First things first, to keep warm you need to keep your extremities warm, and in particular, your head. Most of the body warmth disappears through the head, because the environment cools the hot blood flowing from your warm body as it passes through the scalp. And this blood then travels back down to the warm body, cooling it as it goes.

Keeping your head warm will help your body regulate your core temperature and will help you keep your body warm.


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I use a neoprene beanie to cover my head in the fall:

When the temperature creeps under 10 degrees Celsius (50 degrees Fahrenheit), I use an integral neoprene hood. This is the most important accessory to make sure you keep your body warm during your entire session.

O'Neill Psycho 3mm Hood, Black, X-Small
  • O'neill exclusive TechnoButter Firewall
  • Smooth skin exterior
  • Adjustable Cinch for best fit
  • Anatomical fit and built in visor

This neoprene hood from Oneill is very comfortable with a soft lining inside the hood to avoid irritation. It’s a 3 mm neoprene hood with a lot of flex at a very affordable price, despite the high quality.

On top of the hoodie or beanie, I always wear my helmet as well. Protec helmet is light and robust and is ideal in rough conditions. Click on the pictures for more details.

Pro-Tec Ace Wake Helmet, Matte Black, S
  • High Density Injection Molded ABS Shell Dual Density Waterproof EVA Liner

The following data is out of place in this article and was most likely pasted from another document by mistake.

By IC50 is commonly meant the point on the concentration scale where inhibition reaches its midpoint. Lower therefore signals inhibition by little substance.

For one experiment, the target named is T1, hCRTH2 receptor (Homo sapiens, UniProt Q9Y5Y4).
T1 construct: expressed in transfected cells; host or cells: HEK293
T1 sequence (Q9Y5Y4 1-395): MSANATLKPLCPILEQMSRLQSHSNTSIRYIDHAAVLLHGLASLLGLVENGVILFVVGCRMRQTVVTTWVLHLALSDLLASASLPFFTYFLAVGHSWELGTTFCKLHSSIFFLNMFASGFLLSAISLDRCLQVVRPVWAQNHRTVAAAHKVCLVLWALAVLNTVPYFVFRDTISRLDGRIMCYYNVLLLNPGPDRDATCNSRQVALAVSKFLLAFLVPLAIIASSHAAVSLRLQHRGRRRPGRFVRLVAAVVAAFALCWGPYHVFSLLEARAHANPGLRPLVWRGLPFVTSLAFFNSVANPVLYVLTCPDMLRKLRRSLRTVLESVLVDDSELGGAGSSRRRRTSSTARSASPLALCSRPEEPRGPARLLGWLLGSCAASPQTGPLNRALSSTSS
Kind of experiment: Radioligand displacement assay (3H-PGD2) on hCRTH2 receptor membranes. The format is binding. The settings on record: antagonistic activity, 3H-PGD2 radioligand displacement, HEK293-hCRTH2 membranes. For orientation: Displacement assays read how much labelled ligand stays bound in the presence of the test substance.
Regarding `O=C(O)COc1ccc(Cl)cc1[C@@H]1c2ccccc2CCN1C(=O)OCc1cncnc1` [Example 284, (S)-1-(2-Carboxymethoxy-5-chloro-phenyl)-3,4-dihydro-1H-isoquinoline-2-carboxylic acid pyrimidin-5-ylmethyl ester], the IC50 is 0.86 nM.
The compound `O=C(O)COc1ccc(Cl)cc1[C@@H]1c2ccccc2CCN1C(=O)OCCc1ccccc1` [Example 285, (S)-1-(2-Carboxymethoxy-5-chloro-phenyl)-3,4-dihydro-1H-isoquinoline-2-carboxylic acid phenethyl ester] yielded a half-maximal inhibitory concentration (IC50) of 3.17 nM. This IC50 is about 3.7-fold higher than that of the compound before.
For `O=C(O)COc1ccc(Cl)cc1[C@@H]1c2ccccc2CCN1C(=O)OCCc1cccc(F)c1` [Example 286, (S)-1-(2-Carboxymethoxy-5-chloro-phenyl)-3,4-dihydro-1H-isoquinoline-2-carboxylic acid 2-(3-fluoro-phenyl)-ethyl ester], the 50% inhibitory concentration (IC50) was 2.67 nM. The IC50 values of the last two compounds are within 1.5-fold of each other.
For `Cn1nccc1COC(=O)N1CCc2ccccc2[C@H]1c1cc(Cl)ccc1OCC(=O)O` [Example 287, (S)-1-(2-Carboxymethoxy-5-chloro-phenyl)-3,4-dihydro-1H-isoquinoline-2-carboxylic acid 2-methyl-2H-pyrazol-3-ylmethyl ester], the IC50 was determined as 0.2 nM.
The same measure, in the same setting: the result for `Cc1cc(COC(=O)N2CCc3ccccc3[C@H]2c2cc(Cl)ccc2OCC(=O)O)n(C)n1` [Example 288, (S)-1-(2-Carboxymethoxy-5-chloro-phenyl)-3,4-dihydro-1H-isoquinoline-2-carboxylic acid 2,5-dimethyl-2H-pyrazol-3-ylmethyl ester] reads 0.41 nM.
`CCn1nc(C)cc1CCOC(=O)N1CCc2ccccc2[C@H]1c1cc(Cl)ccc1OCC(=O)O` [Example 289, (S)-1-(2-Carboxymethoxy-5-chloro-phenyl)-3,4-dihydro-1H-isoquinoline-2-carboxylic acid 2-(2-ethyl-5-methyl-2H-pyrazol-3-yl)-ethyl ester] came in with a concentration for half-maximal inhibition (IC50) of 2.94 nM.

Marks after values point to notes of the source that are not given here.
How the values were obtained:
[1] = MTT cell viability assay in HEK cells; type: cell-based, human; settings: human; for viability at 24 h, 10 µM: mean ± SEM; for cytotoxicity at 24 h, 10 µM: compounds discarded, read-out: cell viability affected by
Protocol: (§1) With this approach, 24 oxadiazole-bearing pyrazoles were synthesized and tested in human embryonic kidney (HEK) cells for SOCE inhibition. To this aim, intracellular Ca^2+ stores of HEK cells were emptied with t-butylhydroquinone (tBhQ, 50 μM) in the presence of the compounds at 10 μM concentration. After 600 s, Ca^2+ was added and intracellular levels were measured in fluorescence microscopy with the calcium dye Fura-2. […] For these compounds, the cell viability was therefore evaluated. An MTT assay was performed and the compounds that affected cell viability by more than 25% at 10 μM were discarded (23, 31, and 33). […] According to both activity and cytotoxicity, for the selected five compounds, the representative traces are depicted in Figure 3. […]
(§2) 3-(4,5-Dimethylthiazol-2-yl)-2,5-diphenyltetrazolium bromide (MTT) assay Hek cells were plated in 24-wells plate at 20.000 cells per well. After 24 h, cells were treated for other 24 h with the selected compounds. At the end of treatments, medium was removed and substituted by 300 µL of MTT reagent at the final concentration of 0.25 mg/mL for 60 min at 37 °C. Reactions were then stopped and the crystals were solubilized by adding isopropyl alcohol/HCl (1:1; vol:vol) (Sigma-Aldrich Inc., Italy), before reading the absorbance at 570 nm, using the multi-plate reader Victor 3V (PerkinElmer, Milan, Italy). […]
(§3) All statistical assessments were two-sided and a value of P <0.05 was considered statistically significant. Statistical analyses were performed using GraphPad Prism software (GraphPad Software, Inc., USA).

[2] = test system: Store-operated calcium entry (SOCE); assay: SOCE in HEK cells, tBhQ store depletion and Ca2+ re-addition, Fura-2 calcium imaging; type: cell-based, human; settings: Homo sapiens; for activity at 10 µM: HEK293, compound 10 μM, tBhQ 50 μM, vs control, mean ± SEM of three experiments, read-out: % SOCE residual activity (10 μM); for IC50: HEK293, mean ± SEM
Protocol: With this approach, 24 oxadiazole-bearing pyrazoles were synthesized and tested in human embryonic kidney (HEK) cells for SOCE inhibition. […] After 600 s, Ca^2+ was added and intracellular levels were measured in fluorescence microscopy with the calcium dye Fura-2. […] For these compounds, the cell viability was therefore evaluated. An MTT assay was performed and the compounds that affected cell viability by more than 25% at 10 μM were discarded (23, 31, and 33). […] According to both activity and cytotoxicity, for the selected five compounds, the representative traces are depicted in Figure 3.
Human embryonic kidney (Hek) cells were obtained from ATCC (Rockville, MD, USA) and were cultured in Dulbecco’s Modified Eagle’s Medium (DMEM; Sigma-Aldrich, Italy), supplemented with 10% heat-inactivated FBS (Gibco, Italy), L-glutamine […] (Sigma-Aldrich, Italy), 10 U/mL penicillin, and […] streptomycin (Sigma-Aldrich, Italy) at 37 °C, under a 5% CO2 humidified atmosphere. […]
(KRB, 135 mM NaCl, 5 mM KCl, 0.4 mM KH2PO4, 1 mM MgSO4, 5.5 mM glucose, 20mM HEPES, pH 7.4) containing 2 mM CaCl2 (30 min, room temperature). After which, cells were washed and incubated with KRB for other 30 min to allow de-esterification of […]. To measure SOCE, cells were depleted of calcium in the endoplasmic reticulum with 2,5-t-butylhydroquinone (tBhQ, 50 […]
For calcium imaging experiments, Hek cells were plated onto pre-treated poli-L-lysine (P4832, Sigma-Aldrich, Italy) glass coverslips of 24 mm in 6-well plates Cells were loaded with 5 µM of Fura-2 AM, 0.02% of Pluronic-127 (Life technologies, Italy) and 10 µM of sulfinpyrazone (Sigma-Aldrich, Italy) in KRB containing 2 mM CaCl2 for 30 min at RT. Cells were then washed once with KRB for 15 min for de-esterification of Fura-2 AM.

• 15 Open Vents for Ventilation and Drainage
  • 3 Shell Sizes for 6 Different helmet sizes
  • Full Surround Interior Protection
  • Soft Nylon Webbed Straps CE EN 1385 Water Sport Safety Standard Certification

The Hands

Hands have always been a dilemma for windsurfers, as integral gloves are warm but can make it difficult to securely hold the boom. We have envied kitesurfers for a long time, as their low bar pressure enabled them to wear integral gloves without any problem.

One solution is to wear gloves or mittens with open palms. However, they aren’t as warm as integral gloves, and can be too cold. When windfoiling, this is completely different story: the pressure on the sail is so low that some even foil without a harness. Just like our kitesurfer friends, it’s now possible to wear integral gloves without having any issues with holding onto the boom.

I personally have both integral gloves and Mystic mittens with open palms, but I prefer my Mystic mittens and use them as much as possible. If it’s not too cold, I only have the thumb in the glove and the other fingers free, but with the mitten protecting the hand from the wind. I rarely put on my integral gloves, this is only when temperatures are getting closer to freezing point.

Mystic Open Palm Mitten (XL)
  • Velcro Wrist Strap
  • Flatlock Stitching
  • Titanium Coated
  • Open Palm For Direct Grip
  • Mesh Outer Shell

The Feet

Thick neoprene high cut booties are perfect. When windfoiling, your feet are much less in contact with water than when windsurfing, so you don’t really get time to feel the cold on your toes.

I usually choose my booties one size larger than my normal shoe size, so I can wear a wool sock inside. Why wool socks? The great advantage of wool is that it still keeps you warm even when it is wet (as opposed to cotton).

The Body

There are several philosophies for what to wear on your body: Thick neoprene wetsuit (up to 7 mm) or drysuit. Thick neoprene has been the standard cold-water outfit for ages.